Many Robots Excel on First Day of DARPA Finals
By Cheryl Pellerin
DoD News, Defense Media Activity
POMONA, Calif., June 6, 2015 On the first day of the Defense Advanced Research Projects Agency’s Robotic Challenge Finals here yesterday, one human-robot team had a perfect score and many others got high scores on what event organizers determined to be the hardest course any robot has ever tackled.
RoboSimian is a NASA Jet Propulsion Laboratory simian-inspired limbed robot that JPL says will use its four general-purpose limbs and hands, capable of mobility and manipulation, to achieve passively stable stances, create multi-point anchored connections to supports … and brace itself during forceful manipulation operations. DARPA photo
(Click photo for screen-resolution image);high-resolution image available.
Twenty-three human-robot teams are competing for $3.5 million in prizes, working to get through eight tasks in an hour, under their own onboard power and with severely degraded communications between robot and operator.
This is year three of the robotic effort and the last competition of the DRC, created to drive the development of robots capable of saving lives in the first hours and days of a disaster like 9-11 or the 2011 Fukushima Daiichi nuclear plant meltdown in Japan.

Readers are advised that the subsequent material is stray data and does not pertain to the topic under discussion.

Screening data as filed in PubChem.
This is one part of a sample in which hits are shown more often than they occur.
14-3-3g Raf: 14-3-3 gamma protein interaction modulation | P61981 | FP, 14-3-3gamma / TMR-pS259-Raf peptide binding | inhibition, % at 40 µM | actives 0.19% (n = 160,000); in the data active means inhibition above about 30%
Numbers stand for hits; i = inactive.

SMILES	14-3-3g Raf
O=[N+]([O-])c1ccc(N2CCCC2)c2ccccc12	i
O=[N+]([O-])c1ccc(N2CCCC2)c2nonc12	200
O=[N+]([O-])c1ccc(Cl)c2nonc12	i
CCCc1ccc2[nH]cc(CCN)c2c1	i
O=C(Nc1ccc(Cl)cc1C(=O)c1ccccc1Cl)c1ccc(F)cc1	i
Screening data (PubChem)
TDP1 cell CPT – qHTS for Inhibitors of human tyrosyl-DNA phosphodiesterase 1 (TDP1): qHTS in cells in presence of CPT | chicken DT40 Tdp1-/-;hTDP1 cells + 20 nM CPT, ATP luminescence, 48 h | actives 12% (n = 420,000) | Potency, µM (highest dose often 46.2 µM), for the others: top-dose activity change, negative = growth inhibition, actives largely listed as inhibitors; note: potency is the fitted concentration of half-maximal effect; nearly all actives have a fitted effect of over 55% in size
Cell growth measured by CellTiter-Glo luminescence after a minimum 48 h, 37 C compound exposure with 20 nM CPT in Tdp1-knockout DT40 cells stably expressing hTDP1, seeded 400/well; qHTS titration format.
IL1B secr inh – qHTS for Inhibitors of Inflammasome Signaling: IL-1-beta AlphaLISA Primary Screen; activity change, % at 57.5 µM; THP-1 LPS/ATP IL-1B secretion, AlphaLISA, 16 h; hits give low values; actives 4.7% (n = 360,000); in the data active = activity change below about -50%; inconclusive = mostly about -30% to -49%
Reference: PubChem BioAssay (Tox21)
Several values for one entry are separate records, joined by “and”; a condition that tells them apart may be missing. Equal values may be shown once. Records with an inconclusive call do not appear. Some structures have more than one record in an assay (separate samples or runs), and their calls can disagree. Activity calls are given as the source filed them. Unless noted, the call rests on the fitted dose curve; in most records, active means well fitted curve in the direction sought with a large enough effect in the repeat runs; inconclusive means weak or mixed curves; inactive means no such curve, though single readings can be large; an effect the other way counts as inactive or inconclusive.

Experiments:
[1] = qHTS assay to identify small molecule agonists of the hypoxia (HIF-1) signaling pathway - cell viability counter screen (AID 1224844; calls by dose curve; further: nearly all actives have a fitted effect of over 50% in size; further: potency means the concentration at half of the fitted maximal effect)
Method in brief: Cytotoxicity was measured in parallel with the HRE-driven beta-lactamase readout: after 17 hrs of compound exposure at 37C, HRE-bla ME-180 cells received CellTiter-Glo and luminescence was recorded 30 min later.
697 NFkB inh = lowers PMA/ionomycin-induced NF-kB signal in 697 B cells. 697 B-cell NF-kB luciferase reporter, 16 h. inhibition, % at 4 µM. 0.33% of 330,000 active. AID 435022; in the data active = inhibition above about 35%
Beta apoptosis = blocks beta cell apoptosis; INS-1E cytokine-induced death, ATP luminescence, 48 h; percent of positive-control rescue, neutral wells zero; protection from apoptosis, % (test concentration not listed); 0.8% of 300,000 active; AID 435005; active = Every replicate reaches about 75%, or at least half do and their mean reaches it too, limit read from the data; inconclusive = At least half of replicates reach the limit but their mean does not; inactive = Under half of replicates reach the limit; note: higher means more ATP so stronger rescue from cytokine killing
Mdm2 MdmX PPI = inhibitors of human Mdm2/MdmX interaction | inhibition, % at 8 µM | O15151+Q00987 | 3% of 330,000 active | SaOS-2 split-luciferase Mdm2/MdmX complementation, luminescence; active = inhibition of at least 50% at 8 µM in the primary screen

“The earthquake in Nepal, the cruise ship [that sank] in China -- these remind us that disasters are an all-too-frequent fact of life,” DRC Program Manager Gill Pratt told reporters yesterday.
“The challenge for the DRC teams is to enable human beings and robots to work together as partners, with each doing what they're best at, despite terribly degraded communications,” he added.
The competitive course consists of eight tasks –- one of them a surprise to the teams –- and the teams get one point for each task completed.
The robots drive a utility vehicle, get out of the vehicle and open a door, find and close a valve, use a tool to cut through a wall, do the surprise task, clear debris or negotiate rough terrain, and climb a set of stairs to finish.
The robots have one hour to finish the course, and communications between the operators and the robots are more and more degraded as time passes, as they are in a disaster. The robots carry their own power supply, and if they fall down have to get up by themselves.
The first prize is $2 million, the second is $1 million, and the third is $500,000.
Yesterday, a robot called CHIMP -- Carnegie Mellon University highly intelligent mobile platform -– was the only one who had a perfect unofficial score of 8.
CHIMP’s team, Tartan Rescue, is from Carnegie Mellon University and the National Robotics Engineering Center in Pittsburgh, Pa. They were high scorers, too, at the 2013 DRC that took place at Homestead, Fla.
According to the team’s description, “CHIMP’s three-fingered grippers and custom-engineered drive joints give it the ability to grasp and manipulate objects with humanlike adaptability and dexterity. Its full-body control supports high-strength maneuvers and manipulation tasks.”
“Today was amazing,” Pratt said yesterday at the day 1 wrap-up briefing, adding that the DARPA staff’s greatest concern was that the contest would be too easy or too hard.